In November, Cook cited slowing growth in emerging markets such as Brazil, India and Russia for a lower-than-anticipated sales estimates for the company’s fiscal first quarter. But Cook specifically said he “would not put China in that category” of countries with troubled growth.

That all came before the damage to the Chinese economy from trade tensions with the US and long-simmering structural issues became evident.

Apple is now the highest-profile multinational corporation to warn that the economic slowdown in China could hurt its business. Automakers such as Ford Motor Co, Hyundai Motor Co and Nissan Motor Co all previously said they planned to cut production in the country.

But Apple has held firm on its premium pricing strategy in China despite the risk of a slower economy.

“The question for investors will be the extent to which Apple’s aggressive pricing has exacerbated this situation and what this means for the company’s longer-term pricing power within its iPhone franchise,” James Cordwell, an analyst at Atlantic Equities, told Reuters news agency.

In the latest fiscal year, ended on September 29, unit sales of the iPhone were essentially flat from the prior year, while iPhone revenue expanded 18 percent to $166.7bn. That growth came entirely from higher prices.

But some investors were heartened by Apple’s plans on using its cash pile.

In his letter, Cook said Apple has $130bn in net cash and that it intends to continue its efforts to reduce that cash balance to net zero, which the company has so far accomplished through dividend increases and share buybacks.

“We would anticipate the company increasing share buybacks on the weakness to return capital to shareholders at discount prices,” said Trip Miller, managing partner at Apple shareholder Gullane Capital Partners.

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Ottawa transit commission hopes to prioritize COVID-19 vaccines for OC Transpo workers

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Ottawa’s transit commission is pushing local and provincial health officials to recognize the role OC Transpo operators have played in keeping the city running during the COVID-19 pandemic, hoping to bump train and bus drivers in the vaccination queue amid a recent surge in coronavirus infections affecting transit workers.

More than 100 OC Transpo staff across the entire organization have tested positive for the coronavirus since the start of the pandemic, according to an update at Wednesday morning’s transit commission meeting.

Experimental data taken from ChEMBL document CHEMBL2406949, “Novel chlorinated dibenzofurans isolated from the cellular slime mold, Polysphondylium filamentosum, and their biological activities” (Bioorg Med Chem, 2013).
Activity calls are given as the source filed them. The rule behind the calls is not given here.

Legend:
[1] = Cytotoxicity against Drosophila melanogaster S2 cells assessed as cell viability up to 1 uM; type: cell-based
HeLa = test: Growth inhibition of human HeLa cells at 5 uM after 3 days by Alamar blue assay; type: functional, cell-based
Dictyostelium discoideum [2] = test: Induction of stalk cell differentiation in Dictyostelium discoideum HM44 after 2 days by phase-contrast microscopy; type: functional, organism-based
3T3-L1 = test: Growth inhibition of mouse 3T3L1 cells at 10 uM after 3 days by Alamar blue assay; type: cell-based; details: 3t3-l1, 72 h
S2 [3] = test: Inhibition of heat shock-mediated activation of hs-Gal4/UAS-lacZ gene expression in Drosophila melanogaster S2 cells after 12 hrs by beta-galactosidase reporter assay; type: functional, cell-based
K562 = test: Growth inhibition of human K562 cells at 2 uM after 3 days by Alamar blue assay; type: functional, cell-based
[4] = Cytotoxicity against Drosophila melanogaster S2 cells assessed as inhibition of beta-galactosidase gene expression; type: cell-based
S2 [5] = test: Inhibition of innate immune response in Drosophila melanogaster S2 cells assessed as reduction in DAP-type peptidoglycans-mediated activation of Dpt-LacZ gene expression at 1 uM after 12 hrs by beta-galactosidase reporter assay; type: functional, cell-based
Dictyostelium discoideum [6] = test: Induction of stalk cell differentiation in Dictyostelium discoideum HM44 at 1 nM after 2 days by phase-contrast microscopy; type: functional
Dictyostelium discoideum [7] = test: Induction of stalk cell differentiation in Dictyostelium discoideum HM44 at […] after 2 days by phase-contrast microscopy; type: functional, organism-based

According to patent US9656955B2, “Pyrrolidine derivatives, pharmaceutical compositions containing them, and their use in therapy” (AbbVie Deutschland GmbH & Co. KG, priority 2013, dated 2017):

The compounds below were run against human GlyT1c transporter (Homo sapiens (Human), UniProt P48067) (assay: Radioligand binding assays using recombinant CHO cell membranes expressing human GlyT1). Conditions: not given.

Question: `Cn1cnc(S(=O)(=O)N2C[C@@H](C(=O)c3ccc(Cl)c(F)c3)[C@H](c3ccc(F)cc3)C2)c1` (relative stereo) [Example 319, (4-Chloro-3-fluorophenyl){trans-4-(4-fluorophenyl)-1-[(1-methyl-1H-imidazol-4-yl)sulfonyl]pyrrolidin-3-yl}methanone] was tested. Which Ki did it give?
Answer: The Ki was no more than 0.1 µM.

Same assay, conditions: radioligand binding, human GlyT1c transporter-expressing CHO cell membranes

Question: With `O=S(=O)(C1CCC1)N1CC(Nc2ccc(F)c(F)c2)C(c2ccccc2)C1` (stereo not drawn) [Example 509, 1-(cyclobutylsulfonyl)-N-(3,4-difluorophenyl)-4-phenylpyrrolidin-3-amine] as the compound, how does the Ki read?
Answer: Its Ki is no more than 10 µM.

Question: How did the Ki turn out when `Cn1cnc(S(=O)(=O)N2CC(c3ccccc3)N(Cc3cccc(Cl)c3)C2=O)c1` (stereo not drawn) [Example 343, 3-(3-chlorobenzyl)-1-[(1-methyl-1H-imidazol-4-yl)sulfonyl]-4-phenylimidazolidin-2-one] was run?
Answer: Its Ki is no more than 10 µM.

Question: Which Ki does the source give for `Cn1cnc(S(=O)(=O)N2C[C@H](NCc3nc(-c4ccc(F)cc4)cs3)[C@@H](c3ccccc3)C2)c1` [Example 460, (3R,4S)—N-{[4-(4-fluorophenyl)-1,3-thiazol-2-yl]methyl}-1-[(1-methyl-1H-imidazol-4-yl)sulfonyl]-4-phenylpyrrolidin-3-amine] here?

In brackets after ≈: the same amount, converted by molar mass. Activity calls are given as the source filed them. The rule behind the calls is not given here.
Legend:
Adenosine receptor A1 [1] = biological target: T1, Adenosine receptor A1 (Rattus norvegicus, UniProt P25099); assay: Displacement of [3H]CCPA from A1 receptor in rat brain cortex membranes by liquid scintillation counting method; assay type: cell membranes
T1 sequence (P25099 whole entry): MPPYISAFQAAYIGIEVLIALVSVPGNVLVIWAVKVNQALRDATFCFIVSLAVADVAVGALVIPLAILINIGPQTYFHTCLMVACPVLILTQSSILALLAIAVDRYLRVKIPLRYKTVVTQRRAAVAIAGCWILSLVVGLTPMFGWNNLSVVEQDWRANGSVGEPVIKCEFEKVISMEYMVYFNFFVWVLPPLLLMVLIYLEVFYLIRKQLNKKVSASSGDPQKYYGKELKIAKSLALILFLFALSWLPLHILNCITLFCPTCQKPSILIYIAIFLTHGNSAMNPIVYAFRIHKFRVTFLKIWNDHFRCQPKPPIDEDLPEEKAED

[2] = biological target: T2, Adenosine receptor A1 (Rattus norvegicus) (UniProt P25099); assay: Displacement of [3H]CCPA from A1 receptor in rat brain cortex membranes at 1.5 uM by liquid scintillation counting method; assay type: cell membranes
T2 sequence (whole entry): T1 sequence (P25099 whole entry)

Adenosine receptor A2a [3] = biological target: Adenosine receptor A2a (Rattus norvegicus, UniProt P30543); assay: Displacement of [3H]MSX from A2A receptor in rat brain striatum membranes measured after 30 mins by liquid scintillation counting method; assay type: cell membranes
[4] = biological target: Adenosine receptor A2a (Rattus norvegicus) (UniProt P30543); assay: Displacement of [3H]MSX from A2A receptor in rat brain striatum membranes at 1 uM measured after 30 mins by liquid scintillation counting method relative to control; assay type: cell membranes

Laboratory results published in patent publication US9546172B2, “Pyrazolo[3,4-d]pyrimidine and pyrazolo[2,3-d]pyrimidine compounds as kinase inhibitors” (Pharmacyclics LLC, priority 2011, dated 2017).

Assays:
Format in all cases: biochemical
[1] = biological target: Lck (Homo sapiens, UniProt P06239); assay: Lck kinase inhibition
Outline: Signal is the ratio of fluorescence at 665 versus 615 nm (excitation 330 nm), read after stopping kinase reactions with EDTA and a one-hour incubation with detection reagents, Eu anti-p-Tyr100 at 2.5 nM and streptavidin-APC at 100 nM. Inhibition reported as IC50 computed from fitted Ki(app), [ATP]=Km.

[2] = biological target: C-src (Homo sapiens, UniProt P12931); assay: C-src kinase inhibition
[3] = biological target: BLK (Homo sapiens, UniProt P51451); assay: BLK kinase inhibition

Of those cases, 26 employees are currently recovering from the disease in self-isolation.

OC Transpo has seen a recent jump in COVID-19 cases, with Ottawa city council receiving reports of eight operators testing positive for the virus over a recent eight-day period.

Transit commissioner Sarah Wright-Gilbert attempted to find out how many of the total cases are traced to workplace transmission, but OC Transpo boss John Manconi said he’s been advised by medical officer of health Dr. Vera Etches that he can’t share that information for privacy reasons.

Transit operators are listed in the second priority group of essential workers as part of Ontario’s COVID-19 vaccine sequencing plans, but several commissioners speaking Wednesday wanted to get the city’s bus and train drivers bumped higher in the order.

Councillors Riley Brockington and Glen Gower both put forward motions looking to get front-line OC Transpo employees prioritization in vaccine sequencing, but others pointed out that the much-debated public health topic of who gets the vaccine and when is well beyond the scope of the transit commission.

“We are not in a position in transit commission to be decreeing, or making an edict, about what group of essential workers is more at risk than others and should be prioritized. That should be left up to public health experts,” Wright-Gilbert said.

Knoxdale-Merivale Coun. Keith Egli, who also chairs the Ottawa Board of Health, reflected on the board’s four-plus-hour meeting on Monday evening, during which vaccine sequencing and prioritizing essential workers dominated the conversation.

“Vaccine sequencing is obviously a very difficult maze to get through,” he said.

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COVID-19: Ottawa police announce end of 24-7 presence at Ontario-Quebec border

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Less than two days after the Ontario government’s latest COVID-19 restrictions came into effect, calling for non-essential traffic to be stopped at the province’s borders with Quebec and Manitoba, the Ottawa Police Service has announced it is stopping its 24-hour checkpoints.